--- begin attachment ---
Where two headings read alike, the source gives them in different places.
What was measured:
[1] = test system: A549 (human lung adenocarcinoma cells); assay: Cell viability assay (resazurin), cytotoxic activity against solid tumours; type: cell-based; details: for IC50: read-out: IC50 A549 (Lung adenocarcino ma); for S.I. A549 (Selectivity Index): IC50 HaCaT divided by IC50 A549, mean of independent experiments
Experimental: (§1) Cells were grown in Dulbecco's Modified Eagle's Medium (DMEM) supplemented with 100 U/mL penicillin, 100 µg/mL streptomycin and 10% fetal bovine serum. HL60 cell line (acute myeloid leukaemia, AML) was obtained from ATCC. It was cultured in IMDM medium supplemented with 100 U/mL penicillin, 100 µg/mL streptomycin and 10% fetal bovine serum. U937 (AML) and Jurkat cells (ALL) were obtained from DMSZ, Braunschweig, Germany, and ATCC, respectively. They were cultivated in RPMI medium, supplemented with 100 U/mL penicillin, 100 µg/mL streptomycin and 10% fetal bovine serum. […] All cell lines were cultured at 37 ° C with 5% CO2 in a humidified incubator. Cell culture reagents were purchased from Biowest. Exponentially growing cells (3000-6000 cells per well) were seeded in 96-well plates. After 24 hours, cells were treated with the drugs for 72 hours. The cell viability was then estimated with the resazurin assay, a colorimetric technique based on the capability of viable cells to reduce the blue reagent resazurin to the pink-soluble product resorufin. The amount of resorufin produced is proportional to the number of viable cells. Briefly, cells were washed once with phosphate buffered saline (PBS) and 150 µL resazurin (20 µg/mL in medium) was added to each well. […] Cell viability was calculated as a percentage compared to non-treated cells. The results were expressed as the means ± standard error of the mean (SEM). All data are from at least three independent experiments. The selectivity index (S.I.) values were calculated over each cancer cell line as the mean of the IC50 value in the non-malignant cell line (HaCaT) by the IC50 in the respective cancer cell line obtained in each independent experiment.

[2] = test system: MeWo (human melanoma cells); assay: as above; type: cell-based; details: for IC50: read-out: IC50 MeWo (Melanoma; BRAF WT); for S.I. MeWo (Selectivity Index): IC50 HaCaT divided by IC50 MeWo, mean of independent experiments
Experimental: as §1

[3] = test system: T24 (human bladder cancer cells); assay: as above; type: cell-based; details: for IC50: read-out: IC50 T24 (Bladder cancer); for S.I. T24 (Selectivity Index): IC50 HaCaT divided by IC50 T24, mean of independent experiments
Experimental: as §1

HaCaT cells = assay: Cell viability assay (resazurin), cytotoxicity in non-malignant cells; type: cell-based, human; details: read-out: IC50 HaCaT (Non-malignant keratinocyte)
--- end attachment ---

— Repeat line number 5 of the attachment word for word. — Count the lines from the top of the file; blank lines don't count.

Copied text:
[2] = test system: MeWo (human melanoma cells); assay: as above; type: cell-based; details: for IC50: read-out: IC50 MeWo (Melanoma; BRAF WT); for S.I. MeWo (Selectivity Index): IC50 HaCaT divided by IC50 MeWo, mean of independent experiments